As I said at the beginning, there are many features that make the Burde, Middleton, and Samii evaluation exemplary, features not seen in all (or even most) development impact evaluations:

  • First, the study overall is highly policy relevant. The primary intervention being evaluated, community-based education, is something the Afghan government is looking to take over from the NGOs eventually. The second of the two within-treatment variations is also highly policy relevant. If and when the government does take over community-based education, the minimum qualifications requirement for teachers would likely apply, so how this requirement affects recruitment is extremely relevant.
  • Second, the authors pay particular attention to the ecological validity of the experimental interventions, which improves the usefulness of the pilot for informing the intervention at scale.
  • Third, the study includes a detailed cost effectiveness analysis allowing a comparison of the different community-based education packages in terms of effect per dollar invested.
  • Fourth, the study includes analysis of the influence of other NGO activities in these communities. In spite of random assignment, the presence of related NGO activities is not perfectly balanced across the study arms, so understanding the attributable impact of the intervention requires analysis of other NGO activities.
  • Fifth, the study was conducted in close collaboration with the Afghanistan Ministry of Education, which benefits the policy relevance and the policy take-up.

The high quality of this study means that the authors can make specific policy recommendations based on the positive results that they do find, and this quality was appreciated by the Afghan Deputy Minister of Education in his comments at CGD. But null results happen. They happened here and they happen in many studies. To get the most out of our impact evaluations, we need to set them up so that null results give us answers.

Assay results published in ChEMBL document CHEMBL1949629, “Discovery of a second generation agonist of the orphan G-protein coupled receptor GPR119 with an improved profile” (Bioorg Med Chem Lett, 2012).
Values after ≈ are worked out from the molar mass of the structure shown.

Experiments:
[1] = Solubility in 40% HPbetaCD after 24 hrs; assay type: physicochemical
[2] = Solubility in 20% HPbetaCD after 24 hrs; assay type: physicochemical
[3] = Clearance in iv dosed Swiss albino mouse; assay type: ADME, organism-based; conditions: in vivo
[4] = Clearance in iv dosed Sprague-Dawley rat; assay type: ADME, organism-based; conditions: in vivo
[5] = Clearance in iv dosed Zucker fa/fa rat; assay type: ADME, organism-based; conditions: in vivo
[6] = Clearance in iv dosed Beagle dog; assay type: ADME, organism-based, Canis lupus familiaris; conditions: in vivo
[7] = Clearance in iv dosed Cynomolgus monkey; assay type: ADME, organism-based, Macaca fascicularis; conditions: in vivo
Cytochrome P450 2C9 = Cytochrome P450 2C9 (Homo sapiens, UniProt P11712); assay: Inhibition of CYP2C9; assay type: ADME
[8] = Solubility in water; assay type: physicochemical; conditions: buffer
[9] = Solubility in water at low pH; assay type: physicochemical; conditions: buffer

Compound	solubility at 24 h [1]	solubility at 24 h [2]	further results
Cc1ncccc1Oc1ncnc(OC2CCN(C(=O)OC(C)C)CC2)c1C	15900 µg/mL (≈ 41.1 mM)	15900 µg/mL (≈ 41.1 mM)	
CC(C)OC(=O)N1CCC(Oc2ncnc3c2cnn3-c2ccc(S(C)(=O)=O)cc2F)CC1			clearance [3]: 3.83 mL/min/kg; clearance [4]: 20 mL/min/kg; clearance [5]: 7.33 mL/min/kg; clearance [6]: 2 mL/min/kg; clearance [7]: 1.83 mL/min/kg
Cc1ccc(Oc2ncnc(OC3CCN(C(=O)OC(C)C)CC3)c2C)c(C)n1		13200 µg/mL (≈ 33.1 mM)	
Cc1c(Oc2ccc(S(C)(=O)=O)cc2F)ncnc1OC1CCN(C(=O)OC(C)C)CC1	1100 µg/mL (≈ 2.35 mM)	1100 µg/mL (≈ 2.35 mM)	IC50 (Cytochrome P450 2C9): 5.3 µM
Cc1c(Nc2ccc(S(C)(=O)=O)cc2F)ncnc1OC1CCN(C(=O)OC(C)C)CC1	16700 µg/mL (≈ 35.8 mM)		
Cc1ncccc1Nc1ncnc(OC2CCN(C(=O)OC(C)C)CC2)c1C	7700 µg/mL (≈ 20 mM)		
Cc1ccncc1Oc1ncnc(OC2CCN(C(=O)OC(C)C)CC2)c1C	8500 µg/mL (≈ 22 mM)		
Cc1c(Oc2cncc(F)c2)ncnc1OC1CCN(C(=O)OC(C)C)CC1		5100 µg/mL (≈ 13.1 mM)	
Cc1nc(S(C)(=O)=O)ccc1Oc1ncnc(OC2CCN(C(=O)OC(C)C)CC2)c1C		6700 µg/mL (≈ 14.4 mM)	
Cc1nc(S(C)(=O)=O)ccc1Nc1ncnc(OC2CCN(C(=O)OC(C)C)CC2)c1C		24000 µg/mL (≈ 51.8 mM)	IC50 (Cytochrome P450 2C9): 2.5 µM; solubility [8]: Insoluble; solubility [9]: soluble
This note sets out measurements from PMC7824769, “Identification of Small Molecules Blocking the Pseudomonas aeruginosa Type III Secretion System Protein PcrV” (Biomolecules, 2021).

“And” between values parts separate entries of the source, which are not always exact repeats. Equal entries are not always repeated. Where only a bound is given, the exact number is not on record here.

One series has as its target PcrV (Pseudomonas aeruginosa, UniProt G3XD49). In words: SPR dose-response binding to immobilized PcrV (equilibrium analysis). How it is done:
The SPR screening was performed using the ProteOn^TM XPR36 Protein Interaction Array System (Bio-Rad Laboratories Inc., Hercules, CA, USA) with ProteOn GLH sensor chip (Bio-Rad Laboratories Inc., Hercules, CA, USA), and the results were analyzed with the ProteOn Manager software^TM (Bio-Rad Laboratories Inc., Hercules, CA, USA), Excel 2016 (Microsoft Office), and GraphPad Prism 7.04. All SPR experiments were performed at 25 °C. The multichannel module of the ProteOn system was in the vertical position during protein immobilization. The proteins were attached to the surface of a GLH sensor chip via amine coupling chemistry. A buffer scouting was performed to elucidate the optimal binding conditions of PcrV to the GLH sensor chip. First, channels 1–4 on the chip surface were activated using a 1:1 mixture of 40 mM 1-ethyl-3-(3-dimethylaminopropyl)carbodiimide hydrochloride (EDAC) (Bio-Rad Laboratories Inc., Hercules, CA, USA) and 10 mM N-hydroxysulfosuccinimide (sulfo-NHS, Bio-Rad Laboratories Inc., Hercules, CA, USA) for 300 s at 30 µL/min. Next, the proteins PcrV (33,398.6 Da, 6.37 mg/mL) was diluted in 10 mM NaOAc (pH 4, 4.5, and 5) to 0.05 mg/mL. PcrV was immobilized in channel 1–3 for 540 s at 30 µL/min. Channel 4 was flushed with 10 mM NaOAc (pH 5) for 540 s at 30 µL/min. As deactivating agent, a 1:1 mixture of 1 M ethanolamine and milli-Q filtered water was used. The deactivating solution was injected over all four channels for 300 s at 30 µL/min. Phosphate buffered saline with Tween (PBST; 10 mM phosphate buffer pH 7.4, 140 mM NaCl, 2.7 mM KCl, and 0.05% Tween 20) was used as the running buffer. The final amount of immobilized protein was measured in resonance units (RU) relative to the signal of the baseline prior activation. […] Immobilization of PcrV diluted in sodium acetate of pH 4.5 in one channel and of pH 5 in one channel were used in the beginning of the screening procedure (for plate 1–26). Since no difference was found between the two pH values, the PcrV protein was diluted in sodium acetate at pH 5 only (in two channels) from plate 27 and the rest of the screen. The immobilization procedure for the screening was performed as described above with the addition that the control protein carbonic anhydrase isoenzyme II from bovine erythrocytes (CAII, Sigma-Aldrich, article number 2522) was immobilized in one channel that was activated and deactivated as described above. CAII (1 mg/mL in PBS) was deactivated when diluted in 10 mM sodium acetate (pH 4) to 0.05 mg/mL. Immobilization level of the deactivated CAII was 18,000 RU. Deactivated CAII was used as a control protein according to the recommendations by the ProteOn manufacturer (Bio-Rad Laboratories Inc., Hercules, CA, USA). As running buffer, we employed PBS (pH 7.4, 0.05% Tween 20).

Photo credit: FHI 360

Sharing is caring!

2 Responses to "Null results should produce answers, not excuses"
  1. Rick Homan says:

    Your point about ex post effect size calculations along with the minimal detectable effect at 80% power is very important. I recall sitting at an STI meeting in South Africa and researcher after researcher presented results in a positive light but then said they lacked statistical power to detect a difference between intervention and control groups. At some point one wonders if spending multiple years conducting an underpowered clinical trial could be approaching the equivalent of research malpractice.

  2. Mario Chen says:

    The blog makes a lot of great points. One point, I’d like to add a warning for is the used of ex post power (or sometime also called post-hoc power) using observed effect sizes. The used of post-hoc power is not recommended as it simply restate what’s already provided with the p-value, and it is usually misinterpreted. A non-significant result will always lead to low post-hoc power. Confidence intervals may be a better way to express the uncertainty in the sample. Post-hoc power should be discouraged for the analysis of a single study. However, it may be useful for comparing studies in a systematic review as done in the cited references. The use of the minimum detectable effect size is probably a better approach in such cases anyways. All of this should not be taken as discouraging the discussion of what the meaningful effect sizes should be.

Leave a Reply

Your email address will not be published. Required fields are marked *